For 10 miles straight.

Up until mile 9.9, it was awesome. I was beating the race and it was super fun. I was being challenged like I've never been challenged in my life.

And then came the last obstacle. Electrocution.

Yes, those are live wires

Yeah, I know what you are all thinking.

"You had it coming, K8. You knew what you were getting yourself into."

"Did you think being electrocuted was going to be like being snuggled with a warm blanket?"

"You're a sissy, suck it up!"

"Train harder next time."

Yeah, yeah.

They tell you to run fast and try to not get hit. So I tried it. The first jolt of electricity knocked me off my feet into a shallow pool of water they have underneath those live wires. When I say knocked me off my feet, I mean that one minute I was running, and the next minute I was on my stomach dazed.

After that, I blacked out. Yeah, you heard me. I blacked out. I remember the first jolt. Then I remember drowning for a while.

The next thing I know, I woke up walking around past the finish line. I have no idea how I got there. But no one looked alarmed, so I presume that I was acting normal. Even though I wasn't conscious. You know, no big deal.

It was the scariest thing ever. I have no idea how much time elapsed, but it probably wasn't more than 5 to 10 seconds if I had to guess. I've never blacked out before and I was hoping to keep it that way. The Tough Mudder has really solidified in my mind how horrible it would be to be electrocuted.

Thank you for that.

So what was supposed to be a super fun race actually ended with me really freaked out, saddened and disappointed by what was supposed to be an awesome challenge.

I mean, honestly though, 20,000 people run this race. I did not expect the electrocution at the end to be so violent. Go back and look at that picture. That woman is actually smiling! None of those people are unconscious underneath them. I mean, it doesn't look like the actual experience in any of the pictures or videos. It is not common for people to black out during this, I guess I just got lucky. I really expected it to be difficult, but not like I would be scared for my life.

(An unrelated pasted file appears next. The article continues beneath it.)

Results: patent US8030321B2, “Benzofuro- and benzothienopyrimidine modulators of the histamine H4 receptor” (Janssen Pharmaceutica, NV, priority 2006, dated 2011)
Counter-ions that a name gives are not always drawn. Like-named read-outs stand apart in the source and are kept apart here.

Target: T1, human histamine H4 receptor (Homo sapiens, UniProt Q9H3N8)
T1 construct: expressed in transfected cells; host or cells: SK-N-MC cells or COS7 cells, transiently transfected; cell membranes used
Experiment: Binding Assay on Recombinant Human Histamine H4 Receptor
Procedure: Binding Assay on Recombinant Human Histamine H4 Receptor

Yeah, no thanks.

So I really cannot recommend the Tough Mudder for those of you aspiring to do these obstacle course races. But if you decide to go anyways, be prepared for the worst on that last obstacle.

If you want a 10-12 mile race, try the Spartan Beast. No electrocution on those courses, which I count as a big plus. Although the Spartan Beast does try to break your spirit. For example, they give you something to memorize halfway through the course like J456V3254. Then, they ask you what it was near the end of the course.

Eh, I'll take a broken spirit over electrocution any day.

Woah hiatus

And....we're back.

At least for the time being. Sorry about the crazy hiatus, but med school hit me like a truck in the face. I figured that passing medical school was only slightly more important than keeping up with my blog. I know, I know, dag nab it, get my priorities straight.

From when I started anatomy to now, I feel like I have learned so much it's unbelievable. People not in medical school are now impressed with the amount of knowledge I have. It's weird and disconcerting. I can only imagine this trend will continue into 2nd and 3rd year. I can't wait to be on rotations where people will actually think I have some clue what I am doing. lulz.

Anyways, if ya'll have any requests for things I should tell you about the last 8 months, leave 'em in the comments. Otherwise, I will commence onwards.